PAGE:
It’s not your fault that you’ve been storing your cheese incorrectly this whole time. Plastic wrap? Too suffocating. Tupperware? Too much condensation. Fridge? Too dry. It’s okay. The Cheese Grotto is here to help. The brainchild of cheese monger and educator Jessica Sennett, the Cheese Grotto is a countertop cheese humidor for storing and ripening specialty cheese.


Taking the properties of natural cheese caves, Sennett created the Cheese Grotto to store and preserve the natural flavors and textures of cheese. Her experience selling, handling and making cheese at specialty shops like Cowgirl Creamery and Bedford Cheese Shop gave her insight into the fact that most of her customers weren’t storing their cheese in ideal conditions. “They were sometimes spending $30-40 per pound on these specialty styles and it would end up getting exceptionally moldy too quickly or dry out,” Sennett explained. The travesty of cheese gone wrong became an opportunity. “What it implied to me is that even the strongest advocates of specialty cheese in the consumer market are not completely in line with what the product is and what conditions it needs.”


Those conditions include humidity, airflow and temperature control—optimal conditions found in caves used by cheesemakers but inaccessible to the average cheese aficionado. Developed over the course of two years and numerous prototypes, the Cheese Grotto is a ventilated, bamboo plywood box with removable shelving and a clay brick that can be used to control humidity. Taking inspiration from the natural caves, the ceiling of the Grotto is vaulted to direct any condensation to the sides of the unit, preventing condensation from dripping on the cheese itself.

The material choices create a humidor effect, allowing breathability for the cheese body. Plyboo, an eco-friendly material found in kitchenwares such as cutting boards and cooking spoons, has a certain porosity and provides an ideal microclimate for the cheeses housed within. Plyboo shelving also mimics the wooden boards used by over 75% of cheese makers for the aging process. Despite recent attempts by the FDA to crack down on the use of these wooden boards, Sennett points out that the porosity of wood and plywood, “helps cultivate the right ambiance for the cheese and really creates consistency. Some argue that it actually makes it more safe than if you had a surface that didn’t allow it to cultivate its natural microbial qualities.” Designed with Virginia-based ceramicist Lee Hazelgrove, the clay brick, submerged in water for a few minutes and then placed inside the Grotto, can bring increase the humidity to an ideal 70-75% for storing wedges. Want to ripen your cheese? Soak the brick a few times a day and the Grotto can get to a moist 80-90% humidity. Add a soft cheese and the high moisture content of the cheese body itself contributes to the overall humidity inside the Grotto.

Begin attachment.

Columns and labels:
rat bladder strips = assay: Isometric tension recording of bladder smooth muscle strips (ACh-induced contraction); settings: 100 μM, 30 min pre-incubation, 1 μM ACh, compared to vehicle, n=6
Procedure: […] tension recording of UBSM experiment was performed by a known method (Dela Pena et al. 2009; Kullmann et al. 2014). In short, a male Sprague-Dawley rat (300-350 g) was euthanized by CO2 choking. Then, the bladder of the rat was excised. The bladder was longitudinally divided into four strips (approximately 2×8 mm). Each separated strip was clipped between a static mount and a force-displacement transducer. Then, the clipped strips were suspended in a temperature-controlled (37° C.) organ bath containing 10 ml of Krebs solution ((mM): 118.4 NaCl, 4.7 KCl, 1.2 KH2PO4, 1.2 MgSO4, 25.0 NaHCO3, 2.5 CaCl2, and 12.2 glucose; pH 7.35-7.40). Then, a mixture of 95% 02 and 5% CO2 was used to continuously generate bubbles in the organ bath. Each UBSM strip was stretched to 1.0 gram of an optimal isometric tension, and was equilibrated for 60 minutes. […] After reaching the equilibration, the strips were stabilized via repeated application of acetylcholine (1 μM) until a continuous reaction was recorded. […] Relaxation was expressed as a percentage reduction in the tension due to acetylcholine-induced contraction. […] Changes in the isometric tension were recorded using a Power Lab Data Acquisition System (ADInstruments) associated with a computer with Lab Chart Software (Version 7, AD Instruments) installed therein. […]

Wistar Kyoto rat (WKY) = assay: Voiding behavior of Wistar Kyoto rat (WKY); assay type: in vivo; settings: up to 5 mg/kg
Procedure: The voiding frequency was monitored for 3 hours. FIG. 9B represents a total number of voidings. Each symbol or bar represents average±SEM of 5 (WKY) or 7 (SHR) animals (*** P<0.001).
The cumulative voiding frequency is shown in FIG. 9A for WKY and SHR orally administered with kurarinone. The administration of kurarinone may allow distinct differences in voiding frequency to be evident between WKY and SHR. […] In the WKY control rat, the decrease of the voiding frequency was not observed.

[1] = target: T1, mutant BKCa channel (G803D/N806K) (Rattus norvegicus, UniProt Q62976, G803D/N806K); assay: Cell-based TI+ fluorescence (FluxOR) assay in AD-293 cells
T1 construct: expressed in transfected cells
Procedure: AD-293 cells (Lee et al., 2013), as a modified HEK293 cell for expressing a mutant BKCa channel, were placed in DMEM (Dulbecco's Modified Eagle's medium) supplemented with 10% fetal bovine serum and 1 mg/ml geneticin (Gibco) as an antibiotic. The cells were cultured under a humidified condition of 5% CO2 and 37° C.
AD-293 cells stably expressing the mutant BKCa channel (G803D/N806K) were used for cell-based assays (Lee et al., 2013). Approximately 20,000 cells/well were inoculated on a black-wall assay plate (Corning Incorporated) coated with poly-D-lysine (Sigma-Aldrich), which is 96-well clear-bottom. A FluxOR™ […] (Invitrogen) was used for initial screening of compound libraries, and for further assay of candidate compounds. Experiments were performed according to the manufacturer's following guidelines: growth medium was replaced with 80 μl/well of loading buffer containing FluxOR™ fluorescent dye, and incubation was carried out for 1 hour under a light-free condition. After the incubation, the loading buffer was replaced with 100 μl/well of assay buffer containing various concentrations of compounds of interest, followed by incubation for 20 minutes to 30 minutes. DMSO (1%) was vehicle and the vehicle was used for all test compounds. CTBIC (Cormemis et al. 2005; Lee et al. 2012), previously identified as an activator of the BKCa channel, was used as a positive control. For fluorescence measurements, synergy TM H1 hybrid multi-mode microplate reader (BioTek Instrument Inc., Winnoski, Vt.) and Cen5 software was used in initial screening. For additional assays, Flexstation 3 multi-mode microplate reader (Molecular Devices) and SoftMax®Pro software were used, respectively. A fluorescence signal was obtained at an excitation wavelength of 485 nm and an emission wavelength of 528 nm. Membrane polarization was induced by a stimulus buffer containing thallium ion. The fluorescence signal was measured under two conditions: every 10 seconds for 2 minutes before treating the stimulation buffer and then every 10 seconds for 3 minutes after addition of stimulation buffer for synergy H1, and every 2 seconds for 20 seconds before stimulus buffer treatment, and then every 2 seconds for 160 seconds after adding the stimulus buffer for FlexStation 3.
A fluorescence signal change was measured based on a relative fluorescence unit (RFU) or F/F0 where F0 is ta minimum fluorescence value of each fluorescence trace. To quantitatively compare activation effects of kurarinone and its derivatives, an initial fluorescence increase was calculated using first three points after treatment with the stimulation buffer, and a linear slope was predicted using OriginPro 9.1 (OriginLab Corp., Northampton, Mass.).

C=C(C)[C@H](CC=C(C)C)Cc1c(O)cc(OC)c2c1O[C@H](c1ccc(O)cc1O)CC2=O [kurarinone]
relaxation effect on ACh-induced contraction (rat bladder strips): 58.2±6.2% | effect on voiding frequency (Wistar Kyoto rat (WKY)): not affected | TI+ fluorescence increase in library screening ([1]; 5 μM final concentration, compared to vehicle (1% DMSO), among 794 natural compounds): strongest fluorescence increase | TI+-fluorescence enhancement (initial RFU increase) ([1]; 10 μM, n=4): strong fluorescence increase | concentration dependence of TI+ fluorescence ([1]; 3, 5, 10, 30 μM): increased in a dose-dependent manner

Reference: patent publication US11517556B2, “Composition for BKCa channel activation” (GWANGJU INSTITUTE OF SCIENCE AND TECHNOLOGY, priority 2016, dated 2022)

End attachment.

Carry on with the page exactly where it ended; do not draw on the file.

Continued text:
Besides creating an optimal environment to maintain the flavor and texture of cheese for the duration of its shelf life, the Cheese Grotto can also help extend that shelf life. Internal testing with a robiola cheese, a combination cow and goat milk cheese from Italy with a high moisture content, proved dramatic. As Sennett told MOLD, “Everything was in the fridge for added temperature control. We found that the Cheese Grotto from that one test was 4x as effective than the plastic wrap, and we found that it was 3x longer than Tupperware—you get condensation buildup so the cheese is unable to breathe and that stunts the shelf life. The cheese paper is a better alternative than plastic wrap and Tupperware, but because you have to still wrap the cheese, you oftentimes have the cheese stick to the cheese paper so you don’t get the same kind of shelf life or quality as you would with the Grotto.”


Additional testing came through the renowned cheese master Max McCalman of Artisanal in New York City. Concerned about possible cross-contamination between different styles of cheeses, they took two aggressive styles of blue cheese and placed them on different shelves of the Grotto, monitoring the cheeses for two months. In the end, the two cheeses maintained their own ambiance. The reasoning? “We believe that once a cheese has reached a certain stage in their ripening process, you won’t have that type of jumping of molds and bacteria,” Sennett clarified.

The final product is a perfect companion for any serious cheese lover. Measuring 8.5 inches tall with a 12″ by 7″ footprint, the Cheese Grotto is Made in the USA with Eco Supply Center in Virginia. Order yours today and you’ll get it in time for holiday hosting duties.